Nottingham City Council has authorised the UK's first Workplace Parking Levy (WPL) on 12 May. The proceeds of which will go towards improving public transport in the city.
When approved by the Transport Secretary one of the first beneficiaries of the money raised by charging people who park their car at their company's premises, is likely to be the 25% subsidy gap Notts City Council need to find to extend the Nottingham Express Transit (NET) tramway. Central government have already pledged to provide 75% of the cash needed.
An increase in Link bus services - routes that bridge the gaps left by commercial bus operators; an upgrade of Nottingham rail station; and increased support to city businesses for travel planning and parking maintenance are all likely beneficiaries of the WPL, just in case you thought the City Council were too pro-tram!
The decision to authorise the WPL follows a 12 week public and business consultation as well as a five-day public examination overseen by an independent inspector. It is likely to start in April 2010, and in its first year is expected to raise £5.6 million, increasing to £11.3 million per year from 2015.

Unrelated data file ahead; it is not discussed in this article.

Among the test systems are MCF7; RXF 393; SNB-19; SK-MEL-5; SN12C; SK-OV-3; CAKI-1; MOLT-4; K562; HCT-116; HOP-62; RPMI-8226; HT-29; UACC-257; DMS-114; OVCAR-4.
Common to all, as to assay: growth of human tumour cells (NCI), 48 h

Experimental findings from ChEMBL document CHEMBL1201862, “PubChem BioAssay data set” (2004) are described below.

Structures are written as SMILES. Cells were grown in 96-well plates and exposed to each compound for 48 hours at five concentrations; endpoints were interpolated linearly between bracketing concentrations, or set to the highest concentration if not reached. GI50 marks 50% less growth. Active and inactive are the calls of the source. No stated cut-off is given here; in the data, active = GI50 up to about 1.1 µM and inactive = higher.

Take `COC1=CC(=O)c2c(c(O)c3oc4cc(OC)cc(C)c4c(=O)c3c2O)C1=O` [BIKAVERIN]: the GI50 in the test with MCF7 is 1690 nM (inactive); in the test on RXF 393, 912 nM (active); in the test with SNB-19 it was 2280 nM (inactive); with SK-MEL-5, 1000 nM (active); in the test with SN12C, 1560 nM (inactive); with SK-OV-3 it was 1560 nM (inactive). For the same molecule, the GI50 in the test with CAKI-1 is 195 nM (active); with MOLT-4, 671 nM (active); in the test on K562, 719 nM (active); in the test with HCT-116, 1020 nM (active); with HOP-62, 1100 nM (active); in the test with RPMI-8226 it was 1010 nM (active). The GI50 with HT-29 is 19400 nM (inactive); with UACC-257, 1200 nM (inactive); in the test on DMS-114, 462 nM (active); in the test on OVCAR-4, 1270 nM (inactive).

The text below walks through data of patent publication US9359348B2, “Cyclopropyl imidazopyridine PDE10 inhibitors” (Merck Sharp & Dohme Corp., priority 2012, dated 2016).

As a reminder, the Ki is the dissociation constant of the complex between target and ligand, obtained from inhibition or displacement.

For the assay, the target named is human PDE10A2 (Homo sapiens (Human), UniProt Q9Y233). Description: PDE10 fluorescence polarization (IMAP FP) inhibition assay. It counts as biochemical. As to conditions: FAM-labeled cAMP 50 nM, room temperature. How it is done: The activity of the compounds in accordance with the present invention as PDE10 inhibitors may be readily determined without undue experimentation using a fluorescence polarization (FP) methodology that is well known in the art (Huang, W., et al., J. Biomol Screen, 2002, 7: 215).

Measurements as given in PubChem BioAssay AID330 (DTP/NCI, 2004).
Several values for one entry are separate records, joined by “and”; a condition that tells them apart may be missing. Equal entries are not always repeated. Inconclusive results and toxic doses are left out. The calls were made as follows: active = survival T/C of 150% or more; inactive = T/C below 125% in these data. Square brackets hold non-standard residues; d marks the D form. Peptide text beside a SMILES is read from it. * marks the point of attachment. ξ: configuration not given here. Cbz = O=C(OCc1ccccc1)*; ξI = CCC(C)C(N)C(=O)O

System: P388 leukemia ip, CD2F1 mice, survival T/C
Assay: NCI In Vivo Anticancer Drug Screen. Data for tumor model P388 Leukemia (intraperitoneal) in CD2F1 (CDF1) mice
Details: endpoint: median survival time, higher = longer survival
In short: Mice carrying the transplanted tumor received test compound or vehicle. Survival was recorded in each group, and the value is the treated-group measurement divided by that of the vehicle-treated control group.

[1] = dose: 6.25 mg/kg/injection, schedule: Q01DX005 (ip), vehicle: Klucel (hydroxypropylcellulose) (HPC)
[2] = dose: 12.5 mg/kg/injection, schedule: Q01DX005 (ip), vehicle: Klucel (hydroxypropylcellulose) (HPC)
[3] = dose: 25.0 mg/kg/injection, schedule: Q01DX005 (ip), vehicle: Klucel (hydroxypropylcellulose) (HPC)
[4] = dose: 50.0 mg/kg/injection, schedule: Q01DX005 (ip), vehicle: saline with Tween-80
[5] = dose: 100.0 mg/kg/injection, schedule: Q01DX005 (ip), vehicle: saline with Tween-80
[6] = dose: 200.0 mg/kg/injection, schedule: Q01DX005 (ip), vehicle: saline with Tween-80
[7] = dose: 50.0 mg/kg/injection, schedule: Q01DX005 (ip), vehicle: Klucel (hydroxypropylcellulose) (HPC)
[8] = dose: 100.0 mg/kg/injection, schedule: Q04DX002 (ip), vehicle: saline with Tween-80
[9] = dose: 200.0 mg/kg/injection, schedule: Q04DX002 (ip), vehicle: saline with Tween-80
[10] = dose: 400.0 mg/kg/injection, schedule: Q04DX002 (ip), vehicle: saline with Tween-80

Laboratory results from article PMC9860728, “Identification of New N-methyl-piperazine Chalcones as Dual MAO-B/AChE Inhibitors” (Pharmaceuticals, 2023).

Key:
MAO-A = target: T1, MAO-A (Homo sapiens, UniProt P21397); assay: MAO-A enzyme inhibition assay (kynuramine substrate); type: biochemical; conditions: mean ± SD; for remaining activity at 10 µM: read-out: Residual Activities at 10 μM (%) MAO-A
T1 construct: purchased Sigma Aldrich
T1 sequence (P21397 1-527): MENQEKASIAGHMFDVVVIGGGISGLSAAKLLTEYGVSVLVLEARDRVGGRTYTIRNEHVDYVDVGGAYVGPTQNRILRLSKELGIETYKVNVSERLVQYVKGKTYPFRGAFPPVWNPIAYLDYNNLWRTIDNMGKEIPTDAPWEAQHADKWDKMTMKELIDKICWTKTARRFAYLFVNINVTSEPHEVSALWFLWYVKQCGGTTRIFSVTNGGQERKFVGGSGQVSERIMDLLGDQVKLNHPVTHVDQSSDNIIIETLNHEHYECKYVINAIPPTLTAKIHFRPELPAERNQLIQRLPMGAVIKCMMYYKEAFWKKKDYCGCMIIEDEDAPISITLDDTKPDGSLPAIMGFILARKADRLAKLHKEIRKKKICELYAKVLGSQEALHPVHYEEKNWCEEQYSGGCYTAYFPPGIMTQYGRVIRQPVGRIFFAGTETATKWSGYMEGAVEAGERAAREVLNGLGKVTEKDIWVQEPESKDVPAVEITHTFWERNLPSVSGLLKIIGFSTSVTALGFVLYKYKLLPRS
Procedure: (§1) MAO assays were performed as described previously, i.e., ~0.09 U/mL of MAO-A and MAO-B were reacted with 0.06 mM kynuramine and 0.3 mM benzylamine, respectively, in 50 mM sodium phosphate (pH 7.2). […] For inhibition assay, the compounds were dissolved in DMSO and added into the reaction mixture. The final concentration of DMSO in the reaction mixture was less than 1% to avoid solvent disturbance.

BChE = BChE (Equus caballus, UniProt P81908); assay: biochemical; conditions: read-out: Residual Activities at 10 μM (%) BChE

Smaller businesses (i.e. those with 10 or less parking spaces) will not have to pay the WPL, nor will the estimated 125,000 people who use public transport, walk or cycle to work. Those parking at essential services are also exempt (GP surgeries, fire stations, Police stations etc). Tourists and shoppers are also exempt, so too are drivers registered disabled.
It is estimated that around 500 large employers would be charged an annual fee for each of the parking spaces it provides for its staff. The cost of each space would initially be £185 in April 2010, eventually rising in stages (linked to, but greater than, inflation) until 2015. From this year, rises in the WPL would increase by inflation only. Some employers are expected to pass on the £185 cost per parking space to their employees.